Project at a Glance
Facility: Higher Education Science Building
6 Minute Read
- Aggressive goals for energy efficiency required adjustments for end-users.
- The facility housed critical research which proved the need for thorough Commissioning.
A university in Michigan set out to construct a new state-of-the-art science building. This new structure would be complete with high-end equipment to track plants in their growing rooms with scientists who understood what their critical environments needed. Temperature sensors and expensive microscopes were taken into consideration during design. Their environment was critical to their work.
The university embodies the belief that commissioning should be part of every project as they follow the FGI guidelines, which require a Commissioning Plan. Synergy was hired to do Enhanced Commissioning and Fundamental Commissioning. These services define the Owners Project Requirements early on in the project and are verified during design, construction, and occupancy, and operations phases to ensure a successful building is turned over.
In creating the Owners Project Requirement (OPR) for the project, the university outlined some aggressive energy efficiency goals. Typically, a science building with a wide assortment of high-end equipment can be an energy drain. Setting a new standard of energy efficiency with this LEED building, the owners knew this facility would be complex and had to decide on aggressive set-back temperatures. Heating and cooling set-points required occupancy sensors in order to drive the desired energy efficiency.
Synergy outlined and followed the standard Commissioning Plan which takes the client’s facility and their teams through three main phases: Design, Construction, and Occupancy and Operations. Synergy was involved in the Design phase with the OPR helping the client understand the temperature set-points. The construction phase involved static testing, installation inspections, start-ups and testing, adjusting and balancing to make sure the systems worked properly. After that, functional testing and training were held with the owner’s Building Automation System (BAS) and operations team.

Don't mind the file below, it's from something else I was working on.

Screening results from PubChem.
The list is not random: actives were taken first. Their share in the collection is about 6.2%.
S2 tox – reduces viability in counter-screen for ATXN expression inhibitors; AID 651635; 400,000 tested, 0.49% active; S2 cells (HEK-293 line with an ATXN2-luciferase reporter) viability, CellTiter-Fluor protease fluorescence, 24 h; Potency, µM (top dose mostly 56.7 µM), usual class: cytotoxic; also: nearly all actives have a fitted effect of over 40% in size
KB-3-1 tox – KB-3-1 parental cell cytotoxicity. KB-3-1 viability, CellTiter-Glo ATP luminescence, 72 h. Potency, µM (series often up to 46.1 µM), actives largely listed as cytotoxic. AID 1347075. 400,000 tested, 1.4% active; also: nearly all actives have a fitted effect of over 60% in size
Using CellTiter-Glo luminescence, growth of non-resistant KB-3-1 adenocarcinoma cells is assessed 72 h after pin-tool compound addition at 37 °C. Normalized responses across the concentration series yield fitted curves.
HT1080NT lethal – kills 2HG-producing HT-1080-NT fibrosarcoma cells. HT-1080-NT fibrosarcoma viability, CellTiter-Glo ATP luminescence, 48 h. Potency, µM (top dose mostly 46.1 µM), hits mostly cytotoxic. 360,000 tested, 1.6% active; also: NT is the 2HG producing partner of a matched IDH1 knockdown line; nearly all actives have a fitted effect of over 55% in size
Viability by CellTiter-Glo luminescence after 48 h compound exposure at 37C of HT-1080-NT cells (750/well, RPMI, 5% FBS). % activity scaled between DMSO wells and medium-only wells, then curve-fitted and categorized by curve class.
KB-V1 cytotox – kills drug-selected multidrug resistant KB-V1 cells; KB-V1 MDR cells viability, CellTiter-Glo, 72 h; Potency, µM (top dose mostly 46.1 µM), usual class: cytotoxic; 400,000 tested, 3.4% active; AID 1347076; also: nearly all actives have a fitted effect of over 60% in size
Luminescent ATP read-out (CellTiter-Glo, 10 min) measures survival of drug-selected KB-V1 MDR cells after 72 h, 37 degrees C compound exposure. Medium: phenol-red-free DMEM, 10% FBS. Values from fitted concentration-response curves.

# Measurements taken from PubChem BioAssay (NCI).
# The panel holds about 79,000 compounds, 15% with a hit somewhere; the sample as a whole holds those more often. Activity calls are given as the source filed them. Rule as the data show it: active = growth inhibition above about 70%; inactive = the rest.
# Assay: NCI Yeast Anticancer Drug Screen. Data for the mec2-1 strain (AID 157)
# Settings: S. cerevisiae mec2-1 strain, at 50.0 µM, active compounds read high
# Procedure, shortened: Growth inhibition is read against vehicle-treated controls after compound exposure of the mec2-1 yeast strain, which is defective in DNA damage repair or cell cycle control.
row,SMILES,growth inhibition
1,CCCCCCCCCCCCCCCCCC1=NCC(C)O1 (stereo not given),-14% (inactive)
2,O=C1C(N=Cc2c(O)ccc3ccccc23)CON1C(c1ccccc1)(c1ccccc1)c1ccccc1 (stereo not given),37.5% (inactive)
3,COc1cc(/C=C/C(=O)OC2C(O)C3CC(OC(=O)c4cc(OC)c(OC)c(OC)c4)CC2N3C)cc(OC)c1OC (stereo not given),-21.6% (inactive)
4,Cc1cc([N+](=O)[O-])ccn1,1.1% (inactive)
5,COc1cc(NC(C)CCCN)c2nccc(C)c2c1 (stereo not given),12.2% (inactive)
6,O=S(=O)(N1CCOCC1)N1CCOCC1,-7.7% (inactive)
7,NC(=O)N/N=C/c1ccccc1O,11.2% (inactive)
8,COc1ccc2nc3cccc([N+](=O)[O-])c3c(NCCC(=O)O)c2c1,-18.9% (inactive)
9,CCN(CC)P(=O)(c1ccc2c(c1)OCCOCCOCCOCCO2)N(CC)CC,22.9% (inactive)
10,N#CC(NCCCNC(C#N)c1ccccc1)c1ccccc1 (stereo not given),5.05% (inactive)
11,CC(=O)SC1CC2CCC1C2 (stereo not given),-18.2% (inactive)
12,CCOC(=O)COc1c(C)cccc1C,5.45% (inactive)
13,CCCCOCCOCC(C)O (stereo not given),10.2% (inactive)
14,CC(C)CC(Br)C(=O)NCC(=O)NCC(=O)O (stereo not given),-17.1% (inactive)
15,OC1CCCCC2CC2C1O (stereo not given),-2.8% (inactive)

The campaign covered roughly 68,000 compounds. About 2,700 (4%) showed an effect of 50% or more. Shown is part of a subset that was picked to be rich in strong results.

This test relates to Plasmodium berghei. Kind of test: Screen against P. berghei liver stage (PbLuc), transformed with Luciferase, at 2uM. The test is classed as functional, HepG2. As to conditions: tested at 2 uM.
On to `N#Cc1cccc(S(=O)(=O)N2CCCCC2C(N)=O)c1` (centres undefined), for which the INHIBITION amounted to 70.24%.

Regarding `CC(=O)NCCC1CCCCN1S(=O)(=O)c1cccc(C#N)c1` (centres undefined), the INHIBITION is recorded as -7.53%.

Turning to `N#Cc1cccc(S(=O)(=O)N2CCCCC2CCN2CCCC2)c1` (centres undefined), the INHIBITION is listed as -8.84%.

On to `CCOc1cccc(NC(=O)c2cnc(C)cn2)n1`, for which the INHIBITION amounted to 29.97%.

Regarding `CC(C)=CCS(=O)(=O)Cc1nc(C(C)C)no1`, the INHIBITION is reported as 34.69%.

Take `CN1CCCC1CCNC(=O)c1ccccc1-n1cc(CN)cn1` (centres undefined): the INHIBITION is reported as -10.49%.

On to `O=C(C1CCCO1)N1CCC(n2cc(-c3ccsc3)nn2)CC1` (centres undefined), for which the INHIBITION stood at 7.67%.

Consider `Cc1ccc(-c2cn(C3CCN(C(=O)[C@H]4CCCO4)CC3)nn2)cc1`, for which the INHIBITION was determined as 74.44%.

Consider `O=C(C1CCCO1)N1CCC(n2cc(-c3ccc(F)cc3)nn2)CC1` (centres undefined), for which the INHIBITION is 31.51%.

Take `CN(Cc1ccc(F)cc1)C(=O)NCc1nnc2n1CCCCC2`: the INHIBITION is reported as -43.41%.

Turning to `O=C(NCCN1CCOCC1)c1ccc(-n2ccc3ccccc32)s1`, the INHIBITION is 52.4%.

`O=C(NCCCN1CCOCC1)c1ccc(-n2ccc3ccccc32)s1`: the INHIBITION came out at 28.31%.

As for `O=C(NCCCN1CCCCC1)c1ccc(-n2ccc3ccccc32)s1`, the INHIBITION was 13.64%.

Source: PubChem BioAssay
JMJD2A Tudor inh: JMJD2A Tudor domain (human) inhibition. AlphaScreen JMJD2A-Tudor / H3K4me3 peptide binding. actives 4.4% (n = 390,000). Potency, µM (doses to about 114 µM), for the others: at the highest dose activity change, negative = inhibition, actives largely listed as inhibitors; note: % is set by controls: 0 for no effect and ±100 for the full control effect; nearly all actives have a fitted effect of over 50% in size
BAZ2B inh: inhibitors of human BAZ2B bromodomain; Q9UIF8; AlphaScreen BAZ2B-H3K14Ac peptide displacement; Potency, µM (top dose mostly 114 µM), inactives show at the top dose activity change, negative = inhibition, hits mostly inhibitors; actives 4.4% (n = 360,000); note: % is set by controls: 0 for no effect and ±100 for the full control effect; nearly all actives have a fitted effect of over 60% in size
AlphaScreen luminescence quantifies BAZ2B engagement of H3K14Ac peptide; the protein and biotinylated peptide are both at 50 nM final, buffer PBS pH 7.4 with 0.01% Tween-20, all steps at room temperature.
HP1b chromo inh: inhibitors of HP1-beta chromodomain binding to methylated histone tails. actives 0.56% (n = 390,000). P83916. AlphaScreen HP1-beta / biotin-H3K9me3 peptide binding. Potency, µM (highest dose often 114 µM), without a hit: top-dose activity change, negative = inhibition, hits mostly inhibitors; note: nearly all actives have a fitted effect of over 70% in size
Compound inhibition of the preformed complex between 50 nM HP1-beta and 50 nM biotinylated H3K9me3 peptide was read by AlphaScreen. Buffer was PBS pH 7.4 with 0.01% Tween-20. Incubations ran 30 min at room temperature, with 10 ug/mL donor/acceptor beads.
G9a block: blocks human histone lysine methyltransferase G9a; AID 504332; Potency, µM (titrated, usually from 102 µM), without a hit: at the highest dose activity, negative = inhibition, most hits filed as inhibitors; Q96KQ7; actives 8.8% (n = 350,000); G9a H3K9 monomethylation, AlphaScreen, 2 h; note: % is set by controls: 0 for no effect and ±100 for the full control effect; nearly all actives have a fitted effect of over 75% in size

During the final Occupancy and Operations phase, it is recommended for end-users to understand how the space is to be used correctly. When the building was complete, Synergy followed up with a bi-weekly meeting, then monthly meetings with the Facility Mangers. This enabled continued discussion around the building operations. Open and ongoing communication aids users in understanding that the expectations of the building are met and full awareness of its internal operations are understood.
Open and ongoing communication aids users in understanding that the expectations of the building are met and full awareness of its internal operations are understood.
When the building opened the biggest experts on the construction deployment were leaving the facility as their job was complete. Synergy acts as a bridge between construction and operations and leads training with facility teams. This particular training involved commissioning and system-level training. During this training, the client designated a spot in their mechanical room for digital files, O&M and document storage. It was incredibly valuable to the facility team to know where they could locate all the vital documents for the building, including the systems manual. This manual listed all the systems within the facility and how they integrated with each other internally; including the procedures, tasks, and periods of maintenance.
In creating energy efficiency, the university widely employed chilled beams in the design. This enabled the science labs to have individual environments within the same air-handler, but allowed for each room to have a set temperature. With such a large installation of chilled beams, without proper training, the facility teams would have had a larger challenge in understanding how the building operated. The control parameters and technology were vastly different than what they had used in their other laboratories.
As the end users began utilizing the space, they questioned the design as they didn’t think the building was operating as it should. When they were arriving at the space in the morning, it was a chilly 68 degrees; the agreed upon temperature set point during the OPR. The space would cool down again when the end-users left for lunch and would face the temperatures reducing during their absence.
After listening to the end-user’s concerns, Synergy’s first line of defense was to test the hot and cold for operational issues. Once these measures proved the spaces were working correctly, the construction team supplied educational pamphlets and held a training for the end-users. During the design phase and OPR, they all agreed upon the temperature set-points, but it took some understanding for the end-users adjusting to the way the temperature sensors operated. Synergy’s performance testing and training gave the owner and end-users confidence that the building was operating as intended.
Synergy bridges the gap between construction and operations and always leads training with facility teams.
The enhanced training sessions and central location for tangible building files reduced the barrier of the operations team not knowing where to locate the key documentation. This central location and knowledge improved the team’s ability to perform operations and maintenance.
By trusting Synergy with Commissioning, the facility manager and scientists were able to trust the data from their building; that it was performing with LEED quality energy efficiency. The OPR was met and the scientists were able to focus on their core business. To learn more about Synergy’s Commissioning, visit our Facility Performance Engineering page.